The University of Western Australia
This policy addresses inappropriate and unacceptable behaviour on campus which can be defined as bullying.
'Bullying is the repeated, unreasonable behaviour by an individual or group, directed towards an employee or student, or group of employees or students, either physical or psychological in nature, that intimidates, offends, degrades, humiliates, undermines or threatens. Bullying is generally associated with an ongoing systemic pattern of behaviour that creates a risk to health and safety' Fair Work Act 2009.
Employees and students found to have committed or condoned such behaviour on campus may be subject to disciplinary action.
Under applicable legislation including the Fair Work Act 2009 as amended to 1 January 2014, and the Occupational Safety and Health Act 1984 (WA), employers and employees must take reasonable care to minimise risk to themselves and others.
This policy outlines the responsibilities of managers/supervisors when responding to instances of bullying.
"Bullying" workplace bullying is repeated, unreasonable behaviour directed towards an employee or student, or group of employees or students that creates a risk to health and safety. In order to maintain objectivity for investigation and litigation purposes, the 'reasonable person' legal test applies - Workplace bullying is predicated on a pattern of behaviour that a reasonable person in the circumstances would view as victimising, humiliating, undermining or threatening.
"Campus" includes all locations under the control and administration of the University. This extends to all of the University's sites and includes the University's employee and student accommodation and all University sporting and recreational clubs and facilities to the extent that the location/personnel are under the control and administration of the University.
"Case Manager" is the person responsible for managing the case who is authorised to resolve the matter.
"Complainant" means the person raising an issue, providing a notification or making a complaint about a matter that they wish the University to consider and for which specific outcome/s or resolution/s are explicitly or implicitly expected.
"Cyber stalking" is using the internet, email, or other electronic communications to monitor, make threats, harass or frighten someone.
"Duty of Care" requires all employees and students to take reasonable care in view of reasonably foreseeable circumstances that may arise. Safety of students, employees and visitors on campus is the first priority in any situation.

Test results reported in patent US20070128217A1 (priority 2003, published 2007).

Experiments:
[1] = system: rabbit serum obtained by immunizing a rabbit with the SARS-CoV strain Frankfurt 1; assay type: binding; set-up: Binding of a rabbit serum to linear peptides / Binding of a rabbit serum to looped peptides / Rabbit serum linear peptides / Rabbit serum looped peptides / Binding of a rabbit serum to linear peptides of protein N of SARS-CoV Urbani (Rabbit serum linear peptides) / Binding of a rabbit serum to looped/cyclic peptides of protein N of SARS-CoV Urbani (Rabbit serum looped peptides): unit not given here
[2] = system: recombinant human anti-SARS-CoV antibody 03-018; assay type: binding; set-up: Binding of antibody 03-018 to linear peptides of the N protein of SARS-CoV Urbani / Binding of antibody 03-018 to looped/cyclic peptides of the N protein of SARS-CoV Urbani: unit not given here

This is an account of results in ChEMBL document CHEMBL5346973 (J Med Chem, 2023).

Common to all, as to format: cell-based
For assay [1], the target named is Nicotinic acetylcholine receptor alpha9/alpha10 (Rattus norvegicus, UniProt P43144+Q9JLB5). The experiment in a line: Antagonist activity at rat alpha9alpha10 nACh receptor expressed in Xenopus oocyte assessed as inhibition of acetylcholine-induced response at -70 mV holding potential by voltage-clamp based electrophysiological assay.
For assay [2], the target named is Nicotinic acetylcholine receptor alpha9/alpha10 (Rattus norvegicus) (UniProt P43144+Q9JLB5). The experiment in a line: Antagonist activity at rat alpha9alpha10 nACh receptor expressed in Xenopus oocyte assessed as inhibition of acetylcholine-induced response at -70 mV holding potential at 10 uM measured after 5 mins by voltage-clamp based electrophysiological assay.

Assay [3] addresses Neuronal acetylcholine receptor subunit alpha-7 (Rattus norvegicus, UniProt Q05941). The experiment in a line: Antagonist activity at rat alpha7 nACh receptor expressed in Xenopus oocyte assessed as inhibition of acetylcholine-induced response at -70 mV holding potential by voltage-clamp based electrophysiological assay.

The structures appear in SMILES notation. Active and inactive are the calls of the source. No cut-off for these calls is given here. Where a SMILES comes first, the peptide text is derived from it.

"Duty of Confidentiality" requires employees (and support people or witnesses) to maintain confidentiality with respect to personal information, but requires them to disclose information when meeting procedural fairness or when serious concerns arise regarding the safety of an individual or others.
"Employee" is a person employed by the University who has an ongoing, fixed term contract or casual contract, adjunct or honorary relationship with the University.
"ERMS" means Employee Relations and Management Services at the University.
"Hazard" means circumstances with a potential for injury or harm to health.
"Head" means the Head of an organisation unit, for example Head of School, Dean, Director, Associate Director or staff member responsible for the performance or management of an employee.
"Misconduct" for the purposes of this policy can also mean serious misconduct.
"Preliminary Enquiry" means assessing the facts to determine the validity and potential seriousness of an allegation.
"Respondent" means a student, employee or person officially affiliated with the University (e.g. an external supervisor) against whom allegations relating to bullying are made.
"Risk" is considered in relation to any potential injury or harm. It is an assessment of consequence and likelihood of injury or harm occurring whilst accounting for the degree of exposure to the hazard.
"Risk Management" means assessment of risks derived from identified hazards.
"Stalking" the repeated following and harassing of another person composed of a series of actions that taken individually might constitute legal behaviour. For example, sending flowers, writing love notes, and waiting for someone outside their place of work or study are actions that, when coupled with an intent to instil fear or injure, or are unwelcome, may constitute stalking.
"Student" means any person who is enrolled in a course through the University or University Extension.
"Supervisor" means the person who is responsible for day-to-day management or supervision of the employee or student.
"Supervisor/Manager" means the person who is responsible for day-to-day supervision of the employee or student (including both teaching and research employees).
"University" means The University of Western Australia.
"University Community" refers to all people who frequent the University campus.
"Vexatious Complaint" is a complaint that has been instituted with no reasonable grounds for asserting that the alleged conduct occurred.
"Victimisation" is a separate but related form of unlawful behaviour. The term refers to any unfavourable treatment of a person by virtue of their involvement with a bullying enquiry or complaint.
"Witness" refers to someone who sees, hears or is otherwise directly or indirectly exposed to bullying behaviour/s.